Bard on demotion: 'Obviously Im not thrilled with it'

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Bard on demotion: 'Obviously Im not thrilled with it'

PAWTUCKET -- Daniel Bard's a member of the PawSox -- for now -- and he's trying to make the best of it.

Im just an employee here but obviously Im not thrilled with it," he said to a group of reporters at McCoy Stadium, including Comcast SportsNet's Carolyn Manno, prior to Thursday night's Indianapolis-at-Pawtucket game. "If it was me making the decision it might have been different but I tried to be respectful about it, and once I get the anger and disappointment out of the way, you just got to try to make the best of it.

Bard traces his troubles -- which culminated in a ghastly performance Sunday in Toronto (6 walks and 2 hit batters in 1 23 innings) that prompted his demotion -- to his offseason switch from the bullpen to the starting rotation.

I think we just came into spring training and thought, 'Okay, how do we need to change everything I do to fit the starting role?', and I dont think we needed to change as much as I thought we did," Bard said. "We tweaked a lot of things mechanically trying to simplify me, trying to get the best windup that Im comfortable with. Probably did a little too much rather than just . . . you cant think and pitch at the same time.

So the question is: Will he remain in the rotation?

They haven't told me," he said. "They told me I'm going to be a starter down here and that it's going to start out being some shorter starts which will probably frustrate the bullpen a little bit. I told them I would do it out of the pen but they said they want me to be starting down here. I told them straight up this isn't going to take long . . . for me to figure things out. Once it clicks, it clicks."

He's also had a decrease in velocity, which he believes is another element of the mechanical problems he's having.

When your velocity goes down and your command is off, it's hard to trust your stuff," he said. "It's a matter of finding a delivery that you're comfortable with. I've been out there trying to keep in check or correct two or three things with my delivery and also get big-league hitters out. It's pretty tough to do.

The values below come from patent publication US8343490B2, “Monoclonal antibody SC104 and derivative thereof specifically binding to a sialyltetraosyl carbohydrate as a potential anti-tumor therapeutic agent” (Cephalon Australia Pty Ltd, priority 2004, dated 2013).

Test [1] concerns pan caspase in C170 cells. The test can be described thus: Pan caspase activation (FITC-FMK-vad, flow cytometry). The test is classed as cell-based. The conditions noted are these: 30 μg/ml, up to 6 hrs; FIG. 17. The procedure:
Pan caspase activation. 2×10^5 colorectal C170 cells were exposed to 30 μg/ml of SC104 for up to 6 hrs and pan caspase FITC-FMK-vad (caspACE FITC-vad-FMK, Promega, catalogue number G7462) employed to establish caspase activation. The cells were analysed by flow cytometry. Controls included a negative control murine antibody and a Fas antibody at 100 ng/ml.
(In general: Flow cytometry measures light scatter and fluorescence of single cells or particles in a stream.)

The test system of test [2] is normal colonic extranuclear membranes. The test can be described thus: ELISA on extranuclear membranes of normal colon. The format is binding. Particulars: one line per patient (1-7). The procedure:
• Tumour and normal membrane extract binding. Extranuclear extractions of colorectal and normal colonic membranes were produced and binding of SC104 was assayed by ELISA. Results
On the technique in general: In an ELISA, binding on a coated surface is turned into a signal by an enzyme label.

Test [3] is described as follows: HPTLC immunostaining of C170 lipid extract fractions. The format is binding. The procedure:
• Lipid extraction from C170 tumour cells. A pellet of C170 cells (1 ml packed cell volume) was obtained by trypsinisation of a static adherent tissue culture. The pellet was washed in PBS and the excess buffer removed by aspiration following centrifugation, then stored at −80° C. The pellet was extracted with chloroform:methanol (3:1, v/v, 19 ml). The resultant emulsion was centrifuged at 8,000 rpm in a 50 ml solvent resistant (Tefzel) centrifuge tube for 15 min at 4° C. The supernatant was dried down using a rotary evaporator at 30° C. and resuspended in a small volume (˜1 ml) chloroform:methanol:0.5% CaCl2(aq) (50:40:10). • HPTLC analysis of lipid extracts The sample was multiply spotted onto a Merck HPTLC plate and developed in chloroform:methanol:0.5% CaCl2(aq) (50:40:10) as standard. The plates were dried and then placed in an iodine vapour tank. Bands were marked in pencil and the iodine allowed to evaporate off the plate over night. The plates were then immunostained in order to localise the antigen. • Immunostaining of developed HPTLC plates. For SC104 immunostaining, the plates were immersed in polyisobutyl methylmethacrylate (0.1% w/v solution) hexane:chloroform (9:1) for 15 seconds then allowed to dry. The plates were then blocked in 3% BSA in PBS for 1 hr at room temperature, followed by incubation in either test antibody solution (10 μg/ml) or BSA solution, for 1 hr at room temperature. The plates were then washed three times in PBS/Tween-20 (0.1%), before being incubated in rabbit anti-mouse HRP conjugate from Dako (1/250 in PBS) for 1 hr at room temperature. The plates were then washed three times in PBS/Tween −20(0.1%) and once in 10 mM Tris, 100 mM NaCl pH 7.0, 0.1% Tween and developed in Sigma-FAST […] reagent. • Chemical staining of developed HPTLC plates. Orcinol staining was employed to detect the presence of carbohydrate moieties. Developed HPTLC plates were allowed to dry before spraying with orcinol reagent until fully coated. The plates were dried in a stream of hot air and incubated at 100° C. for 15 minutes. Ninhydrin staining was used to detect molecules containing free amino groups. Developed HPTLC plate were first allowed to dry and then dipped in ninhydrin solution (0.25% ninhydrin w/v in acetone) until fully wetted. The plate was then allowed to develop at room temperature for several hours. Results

Dombrowski on trading top prospects: 'You go for it'

Dombrowski on trading top prospects: 'You go for it'

NATIONAL HARBOR, Md. -- The Red Sox are coming off a 94-win season and a division title.
     
Their starting rotation is solid, if not without some question marks. The team's core of young position players is the envy of the industry.
     
So, why, then, did Dave Dombrowski make the kind of gamble he did when he shipped arguably the best prospect in baseball and the organization's top pitching prospect to land White Sox lefthander Chris Sale?
     
"I think it's a situation where when you have a chance to win,'' explained Dombrowski, "you want to give yourself every opportunity to do so, if you can improve your club. And for us, this deal improved us.

"I'm not sure, for instance, if we didn't get (Drew) Pomeranz that we would have won our division. But any time you get there, short of just a total giveaway of your system or making moves that don't make us smart, I think you go for it.''
     
Dombrowski noted that most of his acquisitions -- Sale, Pomeranz, David Price, Craig Kimbrel -- are under the team's control for another three years.

"In baseball,'' he said, "four years down the road is an eternity in many ways. So you need to take advantage of that opportunity. Nothing's guaranteed in life; if you make these moves, it doesn't guarantee that you're going to win.
     
"But I think you just keep taking a chance. You keep going for it as much as you possibly can and hopefully, it works for you someday.''
     
The moves he's made to date, said Dombrowski, have all made the Red Sox "a little better.''
     
He further noted that with a young core of everyday players and prospects such as Rafael Devers and Sam Travis, "I think we're still strong for many, many years.''